The New York Times editorial board is still fuming over Neil Gorsuch’s ascent to the Supreme Court. Their fury reached a boiling point last week as Justice Gorsuch finally weighed in on some of his first decisions, but the editorial board apparently lacked the composure to actually argue against the merits of his first conservative rulings. Instead, they went back to the dead horse known as Merrick Garland and decided to beat it a few more times out of pure liberal rage.
“Mitch McConnell, the Senate Majority Leader, has had a rough couple of weeks,” they wrote. “Yet, however many setbacks he might suffer over health care reform or other parts of the Republican agenda, he knows he has already won the biggest fight of all: the theft of a Supreme Court seat from President Obama, the installation of Justice Neil Gorsuch and the preservation of the court’s conservative majority for years to come.”
We don’t agree with the language the editorial board uses in this paragraph, but we do concur on one thing: For whatever we might see as McConnell’s failings, he’s got a lifetime pass from us because of what he did last year by keeping Obama’s Supreme Court pick off the bench. That took an extraordinary amount of political courage and an extraordinary respect for the American people and their right to have a say in what was one of the most monumental selections in Supreme Court history. Can we defend McConnell’s stonewalling of Garland from every legal and political angle? Nope. But if you want to talk about the ends justifying the means, there’s no better example in recent American politics.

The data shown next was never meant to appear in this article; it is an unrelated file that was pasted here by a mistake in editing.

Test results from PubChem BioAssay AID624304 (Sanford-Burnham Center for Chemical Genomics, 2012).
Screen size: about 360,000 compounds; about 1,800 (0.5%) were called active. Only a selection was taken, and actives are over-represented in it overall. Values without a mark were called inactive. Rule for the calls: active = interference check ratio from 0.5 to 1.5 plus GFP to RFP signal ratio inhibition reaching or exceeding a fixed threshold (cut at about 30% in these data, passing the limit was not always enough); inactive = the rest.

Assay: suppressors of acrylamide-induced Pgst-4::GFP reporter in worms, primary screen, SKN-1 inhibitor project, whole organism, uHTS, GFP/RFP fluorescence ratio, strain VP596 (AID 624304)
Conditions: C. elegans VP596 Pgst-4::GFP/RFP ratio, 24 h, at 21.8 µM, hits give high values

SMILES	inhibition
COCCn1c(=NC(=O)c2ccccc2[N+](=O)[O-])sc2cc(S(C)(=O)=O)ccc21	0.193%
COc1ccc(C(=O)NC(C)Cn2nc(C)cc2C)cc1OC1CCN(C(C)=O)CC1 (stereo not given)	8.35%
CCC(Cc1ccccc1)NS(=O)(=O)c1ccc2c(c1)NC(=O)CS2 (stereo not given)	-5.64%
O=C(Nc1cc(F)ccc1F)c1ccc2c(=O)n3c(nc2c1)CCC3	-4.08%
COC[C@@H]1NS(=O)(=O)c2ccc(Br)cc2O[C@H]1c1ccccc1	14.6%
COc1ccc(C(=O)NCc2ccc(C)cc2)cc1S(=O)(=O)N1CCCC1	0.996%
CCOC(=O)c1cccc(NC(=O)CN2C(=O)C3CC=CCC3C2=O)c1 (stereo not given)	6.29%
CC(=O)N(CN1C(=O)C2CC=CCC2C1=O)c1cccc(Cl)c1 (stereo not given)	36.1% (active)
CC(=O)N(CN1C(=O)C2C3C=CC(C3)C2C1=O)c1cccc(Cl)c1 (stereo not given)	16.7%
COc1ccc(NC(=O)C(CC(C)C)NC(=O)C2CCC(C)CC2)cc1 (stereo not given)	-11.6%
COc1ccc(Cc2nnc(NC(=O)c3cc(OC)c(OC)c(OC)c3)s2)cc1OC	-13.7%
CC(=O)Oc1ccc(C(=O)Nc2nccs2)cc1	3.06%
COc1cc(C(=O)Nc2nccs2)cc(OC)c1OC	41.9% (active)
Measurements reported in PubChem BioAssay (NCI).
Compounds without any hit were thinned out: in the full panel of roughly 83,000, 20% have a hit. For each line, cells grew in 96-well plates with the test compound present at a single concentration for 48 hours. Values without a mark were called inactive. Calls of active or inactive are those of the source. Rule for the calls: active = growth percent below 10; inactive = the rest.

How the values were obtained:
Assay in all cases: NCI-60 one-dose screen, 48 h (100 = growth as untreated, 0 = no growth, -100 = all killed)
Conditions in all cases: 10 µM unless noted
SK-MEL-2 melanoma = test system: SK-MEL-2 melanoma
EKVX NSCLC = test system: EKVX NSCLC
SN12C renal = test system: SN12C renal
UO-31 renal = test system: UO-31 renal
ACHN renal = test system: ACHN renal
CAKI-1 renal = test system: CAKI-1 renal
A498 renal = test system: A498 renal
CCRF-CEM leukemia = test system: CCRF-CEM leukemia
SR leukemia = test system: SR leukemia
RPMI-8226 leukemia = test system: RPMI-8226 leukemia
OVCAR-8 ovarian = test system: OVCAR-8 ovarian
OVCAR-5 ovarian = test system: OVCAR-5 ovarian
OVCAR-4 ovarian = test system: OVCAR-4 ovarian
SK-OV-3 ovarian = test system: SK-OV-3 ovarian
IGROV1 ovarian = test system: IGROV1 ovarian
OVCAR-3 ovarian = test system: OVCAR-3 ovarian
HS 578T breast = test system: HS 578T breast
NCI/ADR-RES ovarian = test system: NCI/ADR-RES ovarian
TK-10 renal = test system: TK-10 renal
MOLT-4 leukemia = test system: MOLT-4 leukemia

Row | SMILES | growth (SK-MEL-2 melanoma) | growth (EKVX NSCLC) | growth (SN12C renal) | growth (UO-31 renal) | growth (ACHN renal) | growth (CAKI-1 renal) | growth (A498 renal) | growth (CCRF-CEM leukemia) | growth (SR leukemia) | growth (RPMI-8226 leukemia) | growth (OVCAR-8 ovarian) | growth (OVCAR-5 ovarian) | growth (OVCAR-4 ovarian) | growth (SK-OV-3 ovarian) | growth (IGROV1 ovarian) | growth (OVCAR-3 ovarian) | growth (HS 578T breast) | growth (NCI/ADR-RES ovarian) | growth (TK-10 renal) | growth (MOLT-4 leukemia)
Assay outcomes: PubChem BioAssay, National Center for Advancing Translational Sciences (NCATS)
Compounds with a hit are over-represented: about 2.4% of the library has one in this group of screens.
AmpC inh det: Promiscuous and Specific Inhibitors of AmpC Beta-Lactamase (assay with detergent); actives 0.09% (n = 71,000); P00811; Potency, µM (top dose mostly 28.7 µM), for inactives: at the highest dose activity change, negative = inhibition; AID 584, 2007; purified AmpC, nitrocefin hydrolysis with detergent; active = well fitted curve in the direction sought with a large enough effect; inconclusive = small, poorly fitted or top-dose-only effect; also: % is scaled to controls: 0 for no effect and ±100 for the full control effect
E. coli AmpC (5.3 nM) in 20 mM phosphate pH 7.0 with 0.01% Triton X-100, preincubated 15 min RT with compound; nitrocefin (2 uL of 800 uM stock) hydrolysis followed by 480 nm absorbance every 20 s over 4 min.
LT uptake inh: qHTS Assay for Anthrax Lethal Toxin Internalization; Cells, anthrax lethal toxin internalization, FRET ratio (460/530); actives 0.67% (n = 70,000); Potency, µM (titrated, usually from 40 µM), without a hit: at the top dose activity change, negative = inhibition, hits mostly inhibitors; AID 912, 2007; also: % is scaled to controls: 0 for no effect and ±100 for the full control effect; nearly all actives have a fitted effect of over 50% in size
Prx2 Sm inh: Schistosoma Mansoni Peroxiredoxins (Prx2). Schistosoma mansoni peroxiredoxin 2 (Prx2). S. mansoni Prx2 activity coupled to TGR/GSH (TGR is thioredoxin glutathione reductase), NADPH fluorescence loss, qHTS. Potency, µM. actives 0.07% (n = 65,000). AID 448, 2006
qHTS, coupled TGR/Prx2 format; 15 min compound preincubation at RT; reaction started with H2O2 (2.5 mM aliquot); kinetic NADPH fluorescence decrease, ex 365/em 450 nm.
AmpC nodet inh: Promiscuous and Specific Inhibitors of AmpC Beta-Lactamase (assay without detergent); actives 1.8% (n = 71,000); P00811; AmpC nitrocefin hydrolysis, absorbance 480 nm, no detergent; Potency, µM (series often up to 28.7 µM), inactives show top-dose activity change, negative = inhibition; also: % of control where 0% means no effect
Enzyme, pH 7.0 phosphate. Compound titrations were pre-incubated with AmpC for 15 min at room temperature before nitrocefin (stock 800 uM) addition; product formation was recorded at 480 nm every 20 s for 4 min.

“The problem is that he’s sitting in the seat that by rights should be occupied by Judge Garland,” they whined. “Had Mr. Garland been confirmed, the court would have had a majority of Democratic-appointed justices for the first time in almost half a century.”
Yes, and it would have been a disaster for the country. But to call it Garland’s seat “by rights” is rather absurd. A judge does not automatically deserve a seat on the Supreme Court just because a president nominates them. They must go through a confirmation process, as the New York Times well knows. Garland did not. And the editorial board may have a problem with that, but guess what? If Obama deserved the pick because he was elected, then McConnell deserved to block it because he, too, was elected – along with the Senate’s Republican majority.
Secondly, let’s dispense with the idea that Obama ever intended Garland to be a serious nominee. He picked him precisely BECAUSE he knew there was no chance he was ever getting on the court. That’s why he picked a relatively middle-of-the-road judge instead of another hardcore leftist like Sonia Sotomayor. If Hillary Clinton had won in November, she would have been just as likely to go back to the well and pick someone else – someone much, much further to the left than Garland. This was a show pick all along, so let’s get serious here.
In any case, it’s done and over with. And let’s remember that payback has already been delivered, because Democrats refused to give Gorsuch a chance, as well. They forced McConnell to change the rules of the Senate instead, so they have nothing left to complain about.
For the 1358th time, here’s a message to the New York Times and all liberals: You Lost – Get Over It!